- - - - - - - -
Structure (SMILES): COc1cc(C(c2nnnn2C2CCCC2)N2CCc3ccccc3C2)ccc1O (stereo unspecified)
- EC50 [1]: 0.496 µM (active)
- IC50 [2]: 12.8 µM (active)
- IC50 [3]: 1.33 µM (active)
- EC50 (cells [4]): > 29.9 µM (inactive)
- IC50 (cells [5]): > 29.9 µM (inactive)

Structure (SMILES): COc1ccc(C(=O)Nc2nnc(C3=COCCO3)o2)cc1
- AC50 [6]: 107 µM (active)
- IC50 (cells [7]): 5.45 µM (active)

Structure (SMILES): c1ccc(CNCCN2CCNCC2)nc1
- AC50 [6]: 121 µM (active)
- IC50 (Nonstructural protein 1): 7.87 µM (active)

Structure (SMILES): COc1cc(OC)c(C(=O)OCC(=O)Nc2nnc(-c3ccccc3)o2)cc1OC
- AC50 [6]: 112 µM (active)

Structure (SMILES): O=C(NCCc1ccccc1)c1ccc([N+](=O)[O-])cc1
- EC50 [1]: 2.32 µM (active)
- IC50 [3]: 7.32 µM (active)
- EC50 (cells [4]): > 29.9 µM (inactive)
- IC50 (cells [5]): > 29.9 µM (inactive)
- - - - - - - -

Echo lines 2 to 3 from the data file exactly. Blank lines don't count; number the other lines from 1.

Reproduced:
- EC50 [1]: 0.496 µM (active)
- IC50 [2]: 12.8 µM (active)